Economy

As the urgency of climate action is once again reinforced by a major new report by the Intergovernmental Panel on Climate Change, Climate and Capitalism editor Ian Angus looks at seven new books for an ecosocialist bookshelf.

Below are five new books for the “ecosocialist bookshelf” on climate change and human health, ecology and imperialism, environmental economics, capitalism and universities, and the meaning of hegemony.

They have been compiled by Ian Angus, the editor of Climate and Capitalism, where this first appeared. Angus is the author of A Redder Shade of Green, which has just been published by Monthly Review Press.

To most South Australians, Labor Premier Jay Weatherill’s plan for a vast outback dump to host imported high-level nuclear waste is dead, needing only a decent send-off.

Nevertheless, the Premier keeps trying to resurrect the scheme. Why?

Substantial changes proposed for East Timor’s Petroleum Fund law will expose the nation’s finances to high risk and open the door to corruption.

Just a few years ago the fund was widely praised as a model of prudential and sustainable management, and a means of possibly escaping the “resource curse” of waste and corruption.

That is all about to change.

East Timor's AMP government, led by Xanana Gusmao, has a bill before parliament that removes most of the prudential controls on the fund.

The Republic of Ireland’s financial crisis, which has caused unemployment to rise from 4.3% in 2006 to 14.1% in October, has deep roots.

The conditions of the European Central Bank (ECB)/International Monetary Fund (IMF) “bailout” package for the Irish government will total €85 billion — at a higher interest rate than that tied to the Greek bailout in May. It is tied to the Irish government carrying out huge government spending cuts, tax rises for workers and wage cuts for public sector employees.

Irish workers are being told to pay for a crisis they did not cause.

Prime Minister Julia Gillard knew just who she was talking to when she gave her address to the Australian Industry Group’s annual dinner on October 25.

The AIG and its affiliates represent more than 60,000 bosses, according to its website. This includes Veolia, the privatisation juggernaut.

But just so she didn’t rustle too many feathers, Gillard spoke to them in the kind of arcane riddles she hoped only they could understand.

The following statement was adopted by the Trade Union Climate Change Conference held in Melbourne on October 9.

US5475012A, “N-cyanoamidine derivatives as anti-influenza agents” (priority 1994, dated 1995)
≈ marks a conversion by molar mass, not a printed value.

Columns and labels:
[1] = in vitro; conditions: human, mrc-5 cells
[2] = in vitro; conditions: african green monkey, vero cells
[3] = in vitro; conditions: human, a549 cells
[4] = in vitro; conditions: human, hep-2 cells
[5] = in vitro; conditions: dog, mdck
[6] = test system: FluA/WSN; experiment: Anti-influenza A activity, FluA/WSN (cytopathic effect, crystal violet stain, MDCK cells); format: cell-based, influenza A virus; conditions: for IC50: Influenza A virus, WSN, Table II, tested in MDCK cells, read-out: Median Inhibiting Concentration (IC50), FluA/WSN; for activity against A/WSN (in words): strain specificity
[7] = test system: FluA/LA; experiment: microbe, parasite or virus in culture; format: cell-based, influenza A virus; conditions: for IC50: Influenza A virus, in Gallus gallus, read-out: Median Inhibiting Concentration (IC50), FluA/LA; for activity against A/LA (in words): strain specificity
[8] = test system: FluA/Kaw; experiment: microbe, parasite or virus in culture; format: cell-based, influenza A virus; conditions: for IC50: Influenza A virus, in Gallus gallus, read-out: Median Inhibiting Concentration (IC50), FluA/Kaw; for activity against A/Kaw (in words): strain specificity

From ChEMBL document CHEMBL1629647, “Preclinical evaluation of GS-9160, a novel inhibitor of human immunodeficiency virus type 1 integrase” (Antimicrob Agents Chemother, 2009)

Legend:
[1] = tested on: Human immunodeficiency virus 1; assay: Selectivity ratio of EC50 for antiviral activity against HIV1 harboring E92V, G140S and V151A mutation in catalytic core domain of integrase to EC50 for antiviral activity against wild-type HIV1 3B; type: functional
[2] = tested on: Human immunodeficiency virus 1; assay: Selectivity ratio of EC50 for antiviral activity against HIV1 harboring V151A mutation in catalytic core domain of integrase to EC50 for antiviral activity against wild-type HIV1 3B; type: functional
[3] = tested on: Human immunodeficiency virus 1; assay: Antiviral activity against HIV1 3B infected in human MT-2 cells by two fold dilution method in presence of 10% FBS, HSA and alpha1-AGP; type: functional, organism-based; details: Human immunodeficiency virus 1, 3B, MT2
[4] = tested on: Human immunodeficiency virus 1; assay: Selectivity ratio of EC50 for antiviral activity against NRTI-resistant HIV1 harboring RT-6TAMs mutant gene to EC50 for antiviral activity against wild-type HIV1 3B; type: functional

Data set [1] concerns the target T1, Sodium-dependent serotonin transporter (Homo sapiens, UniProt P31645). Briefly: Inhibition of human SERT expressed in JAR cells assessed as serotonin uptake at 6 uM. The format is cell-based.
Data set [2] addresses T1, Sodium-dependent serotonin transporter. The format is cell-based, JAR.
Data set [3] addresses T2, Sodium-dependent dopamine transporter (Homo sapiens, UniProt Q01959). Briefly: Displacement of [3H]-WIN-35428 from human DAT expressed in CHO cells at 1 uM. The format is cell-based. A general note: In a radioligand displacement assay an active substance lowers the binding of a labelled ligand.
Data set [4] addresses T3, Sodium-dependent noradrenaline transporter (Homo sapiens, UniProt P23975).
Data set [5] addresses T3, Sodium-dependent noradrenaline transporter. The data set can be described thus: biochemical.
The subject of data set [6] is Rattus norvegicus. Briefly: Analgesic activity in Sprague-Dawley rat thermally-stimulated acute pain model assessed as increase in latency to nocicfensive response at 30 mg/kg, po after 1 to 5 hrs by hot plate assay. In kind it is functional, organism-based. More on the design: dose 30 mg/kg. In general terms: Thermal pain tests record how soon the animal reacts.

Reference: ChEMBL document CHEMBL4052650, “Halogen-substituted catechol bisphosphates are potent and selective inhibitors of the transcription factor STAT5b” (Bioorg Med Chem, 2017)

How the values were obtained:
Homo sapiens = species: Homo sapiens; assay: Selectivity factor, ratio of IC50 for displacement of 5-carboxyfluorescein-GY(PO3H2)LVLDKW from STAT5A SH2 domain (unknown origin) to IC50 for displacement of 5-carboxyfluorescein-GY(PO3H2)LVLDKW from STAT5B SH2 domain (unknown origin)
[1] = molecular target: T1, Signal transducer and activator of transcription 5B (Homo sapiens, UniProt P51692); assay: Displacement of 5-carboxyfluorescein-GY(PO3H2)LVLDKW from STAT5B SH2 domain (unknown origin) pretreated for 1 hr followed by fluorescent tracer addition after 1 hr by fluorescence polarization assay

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This conference of Victorian union activists and local climate activists commends the report by Beyond Zero Emissions and Melbourne University’s Energy Research Centre. The report outlines a technically feasible and economically viable way for Australia to transition to 100% renewable energy within 10 years.

The Australian dollar has become a favourite for international currency speculators. Fuelled by expectations of rising interest rates, the A$ has increased in value from US$0.82 in June, to almost $0.98 on October 12.

Some expect the $A could surpass the value of the US$ in coming weeks.

After a month of thundering that a rise in the official interest rate was close, the Reserve Bank of Australia (RBA) has kept interest rates on hold at its monthly board meeting on October 5.

Most financial commentators were betting on a rate rise of 0.25%, with banks expected to increase their mortgage rates by an even larger margin, despite their record profits, to account for higher costs of borrowing overseas. However, the dark financial clouds over Europe and the US appear to have put the kibosh on the financiers’ party.

The US Senate passed the much-ballyhooed financial reform bill this week to applause from an increasingly thin crowd of Obama administration supporters.

Most focused on the “something is better than nothing” features of the bill. But this could barely disguise the fact that the new regulations will do little to curb the activities of the mega-financial institutions at the centre of the economic crisis that ensued in 2008.

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